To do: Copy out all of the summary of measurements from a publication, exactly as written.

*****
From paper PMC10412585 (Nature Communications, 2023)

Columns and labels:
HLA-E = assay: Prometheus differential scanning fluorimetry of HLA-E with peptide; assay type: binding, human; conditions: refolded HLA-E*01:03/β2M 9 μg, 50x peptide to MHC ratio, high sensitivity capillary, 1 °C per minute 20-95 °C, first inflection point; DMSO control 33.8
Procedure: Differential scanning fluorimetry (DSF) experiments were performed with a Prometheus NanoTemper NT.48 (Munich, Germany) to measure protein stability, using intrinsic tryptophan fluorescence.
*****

From paper PMC10412585 (Nature Communications, 2023)

Columns and labels:
HLA-E = assay: Prometheus differential scanning fluorimetry of HLA-E with peptide; assay type: binding, human; conditions: refolded HLA-E*01:03/β2M 9 μg, 50x peptide to MHC ratio, high sensitivity capillary, 1 °C per minute 20-95 °C, first inflection point; DMSO control 33.8
Procedure: Differential scanning fluorimetry (DSF) experiments were performed with a Prometheus NanoTemper NT.48 (Munich, Germany) to measure protein stability, using intrinsic tryptophan fluorescence.